A pre-requisite for welcoming the other is self-reflexivity, a cornerstone of humanities pedagogy. With the introduction of a common National Eligibility Entrance Test (NEET), medical students themselves belong to diverse backgrounds. This diversity within the classroom and hospital has led to conflict. Payal Tadvi, an Adivasi Muslim doctor from Maharashtra, took her life by suicide in 2019 after being harassed by her seniors in Mumbai (13). Despite the increasing numbers of women in the medical profession, there persists a feminisation of labour, as women are relegated to gynaecology, obstetrics, paediatrics, and nursing while men dominate fields like surgery. Economic and Political Weekly’s Review of Women’s Studies (14) carried articles exploring the gender-insensitivity of obstetrics, gynaecology, and paediatrics textbooks, the absence of gender and other social aspects within the mental health curriculum and community medicine and the overall biomedical focus of medical textbooks at the expense of social aspects of health and medicine. This exposes the inherent hierarchies of gender, class and caste within the medical profession. The unconditional hospitality extended to patients might need to simultaneously be extended to colleagues within the profession itself, for instance to nurses, hospital staff, women doctors, unmarried doctors and other non-heteronormative medical professionals. AETCOM might address the relationship between medical staff and doctors themselves, along with the patient-doctor relationship.

Some of the challenges posed by various scholars is that AETCOM will add to the already overburdened medical curriculum. Similar arguments have been made for introducing sexuality education within the school curriculum, with teachers arguing that conversations around sexuality, consent, gender, love, and romance should happen throughout one’s schooling and not be restricted to a single session or course. Similarly, Ramaswamy (15) mentions that MH is a “continuous search for connections between medical practice and the realities of our world.” We argue that MH is rather an orientation which informs the whole of medical education. If conversations on love and romance become part of schooling, conversations on bioethics, empathy and compassion might pervade the entire medical curriculum, not just AETCOM. Nevertheless, for the moment we recommend introducing module(s) on self and the other, and readings on feminism, gender and sexuality in AETCOM.

Gayathri Prabhu (16) has mentioned a few texts which might be a useful addition to AETCOM, such as Gayatri Reddy’s ethnographic account of transgenders in Secunderabad (17), or Foucault’s The birth of the clinic (18). To these we would specifically add the treatise on a lesbian standpoint by Asha Achuthan et al (19) which traces the historical relationship between medical science and sexual rights; Bella DePaulo’s foundational text Singled out (20) which addresses single people’s lives; and Nivedita Menon’s Seeing like a feminist (21) which addresses concerns of family, body, desire and sexual violence. More broadly speaking, we would include debates on masculinity which emerged in India post December 2012, turning the lens on men rather than women; and writings on queering the family to introduce kinship systems outside the heteronormative family. These will help medical students to think through the different “others” they might encounter in medical practice, and which might often overlap with their own selves. To think theoretically about self and the other, we recommend portions of Judith Butler’s Giving an account of oneself (22) to deal with ethical responsiveness, humility, the primacy of the other and the limits of full self-knowledge. These readings, we hope, will go a long way towards beginning a critical conversation with regard to gender, sexuality and marital status within medical practice.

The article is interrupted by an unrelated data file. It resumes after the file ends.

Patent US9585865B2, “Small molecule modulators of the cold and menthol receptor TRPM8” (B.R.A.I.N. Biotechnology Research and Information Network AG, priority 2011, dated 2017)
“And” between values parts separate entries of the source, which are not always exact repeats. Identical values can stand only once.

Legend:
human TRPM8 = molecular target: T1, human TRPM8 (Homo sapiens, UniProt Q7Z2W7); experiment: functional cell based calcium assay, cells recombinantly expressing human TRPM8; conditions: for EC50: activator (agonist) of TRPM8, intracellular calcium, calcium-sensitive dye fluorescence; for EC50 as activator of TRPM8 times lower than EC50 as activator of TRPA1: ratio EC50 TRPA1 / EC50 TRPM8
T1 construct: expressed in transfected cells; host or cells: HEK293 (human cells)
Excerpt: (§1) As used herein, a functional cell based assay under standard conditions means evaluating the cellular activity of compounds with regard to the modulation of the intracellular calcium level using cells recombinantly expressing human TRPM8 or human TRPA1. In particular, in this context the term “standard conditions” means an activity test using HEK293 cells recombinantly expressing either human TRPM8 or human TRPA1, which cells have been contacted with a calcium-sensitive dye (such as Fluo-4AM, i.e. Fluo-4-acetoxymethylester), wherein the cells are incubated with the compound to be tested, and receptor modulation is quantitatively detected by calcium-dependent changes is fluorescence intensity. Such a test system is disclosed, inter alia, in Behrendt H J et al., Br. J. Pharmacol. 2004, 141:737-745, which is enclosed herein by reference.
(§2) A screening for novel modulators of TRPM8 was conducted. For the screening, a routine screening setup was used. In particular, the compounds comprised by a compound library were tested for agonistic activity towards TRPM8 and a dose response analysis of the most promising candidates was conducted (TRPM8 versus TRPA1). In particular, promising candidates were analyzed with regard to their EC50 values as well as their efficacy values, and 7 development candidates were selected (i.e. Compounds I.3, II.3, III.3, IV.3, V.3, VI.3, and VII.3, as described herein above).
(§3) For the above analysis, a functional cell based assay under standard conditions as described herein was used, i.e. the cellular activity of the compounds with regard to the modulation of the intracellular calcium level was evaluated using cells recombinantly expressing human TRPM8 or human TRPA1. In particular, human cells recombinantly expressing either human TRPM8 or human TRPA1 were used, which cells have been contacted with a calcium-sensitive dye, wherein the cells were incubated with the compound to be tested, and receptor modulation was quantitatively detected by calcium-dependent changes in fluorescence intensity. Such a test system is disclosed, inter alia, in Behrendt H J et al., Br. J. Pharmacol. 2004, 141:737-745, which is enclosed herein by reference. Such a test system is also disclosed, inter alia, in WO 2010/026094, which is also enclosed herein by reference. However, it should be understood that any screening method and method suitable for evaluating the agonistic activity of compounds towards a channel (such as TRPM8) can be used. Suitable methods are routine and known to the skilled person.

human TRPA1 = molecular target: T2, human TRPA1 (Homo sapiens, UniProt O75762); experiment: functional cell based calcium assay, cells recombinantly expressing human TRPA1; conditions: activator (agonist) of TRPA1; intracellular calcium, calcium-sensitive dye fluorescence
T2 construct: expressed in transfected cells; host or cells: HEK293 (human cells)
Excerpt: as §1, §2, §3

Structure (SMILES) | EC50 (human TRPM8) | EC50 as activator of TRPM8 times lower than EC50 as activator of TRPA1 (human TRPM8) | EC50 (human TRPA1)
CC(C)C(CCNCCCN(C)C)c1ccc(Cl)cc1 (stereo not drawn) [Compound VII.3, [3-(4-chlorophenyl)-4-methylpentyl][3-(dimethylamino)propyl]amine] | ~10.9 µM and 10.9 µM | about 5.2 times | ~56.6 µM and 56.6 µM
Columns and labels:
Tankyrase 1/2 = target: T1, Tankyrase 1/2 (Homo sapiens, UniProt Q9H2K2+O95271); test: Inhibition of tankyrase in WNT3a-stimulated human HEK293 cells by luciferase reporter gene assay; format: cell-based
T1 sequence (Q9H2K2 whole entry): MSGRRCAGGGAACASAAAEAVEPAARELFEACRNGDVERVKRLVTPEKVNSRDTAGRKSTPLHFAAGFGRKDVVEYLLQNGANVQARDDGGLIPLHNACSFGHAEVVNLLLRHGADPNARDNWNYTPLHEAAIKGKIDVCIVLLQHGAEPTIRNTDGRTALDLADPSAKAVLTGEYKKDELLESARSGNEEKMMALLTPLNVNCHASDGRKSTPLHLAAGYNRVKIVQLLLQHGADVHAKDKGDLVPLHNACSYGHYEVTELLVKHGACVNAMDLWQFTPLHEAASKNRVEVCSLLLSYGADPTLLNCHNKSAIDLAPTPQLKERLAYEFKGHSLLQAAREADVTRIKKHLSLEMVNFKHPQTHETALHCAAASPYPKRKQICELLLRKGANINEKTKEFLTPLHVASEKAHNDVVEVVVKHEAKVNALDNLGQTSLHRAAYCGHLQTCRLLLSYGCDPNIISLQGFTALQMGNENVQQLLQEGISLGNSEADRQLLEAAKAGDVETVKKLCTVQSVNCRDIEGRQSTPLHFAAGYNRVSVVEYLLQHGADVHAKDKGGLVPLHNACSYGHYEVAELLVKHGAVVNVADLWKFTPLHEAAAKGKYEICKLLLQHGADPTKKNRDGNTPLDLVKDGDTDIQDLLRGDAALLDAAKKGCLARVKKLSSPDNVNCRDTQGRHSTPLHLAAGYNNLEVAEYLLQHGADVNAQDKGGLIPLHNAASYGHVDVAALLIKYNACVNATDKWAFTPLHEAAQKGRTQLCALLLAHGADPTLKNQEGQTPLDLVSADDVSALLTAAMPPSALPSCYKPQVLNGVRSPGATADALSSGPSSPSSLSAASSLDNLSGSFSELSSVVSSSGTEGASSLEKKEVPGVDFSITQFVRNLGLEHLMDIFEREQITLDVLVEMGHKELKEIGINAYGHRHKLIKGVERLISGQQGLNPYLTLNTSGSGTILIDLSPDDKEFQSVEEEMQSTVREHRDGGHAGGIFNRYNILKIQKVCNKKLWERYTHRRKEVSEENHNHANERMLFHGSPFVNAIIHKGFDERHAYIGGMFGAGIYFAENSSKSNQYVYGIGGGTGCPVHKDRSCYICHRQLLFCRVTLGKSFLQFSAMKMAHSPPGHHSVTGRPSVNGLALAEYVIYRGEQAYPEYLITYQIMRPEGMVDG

Ketaki Chowkhani would like to express her gratitude to Dr Falguni Jani and Dr Soumitra Basu for helping her re-imagine medical care.


1Facebook comment, January 27, 2020.


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About the Authors
Nikhil Govind ([email protected])
Associate Professor and Head, Manipal Centre for Humanities,
Manipal Academy of Higher Education, Manipal 576 104, Karnataka, INDIA
Ketaki Chowkhani ([email protected])
Postdoctoral Fellow, Manipal Centre for Humanities,
Manipal Academy of Higher Education, Manipal 576 104, Karnataka, INDIA.
Manuscript Editor: Olinda Timms
Peer Reviewers: Shilpa Phadke, Mala Ramanathan, Johnson Pradeep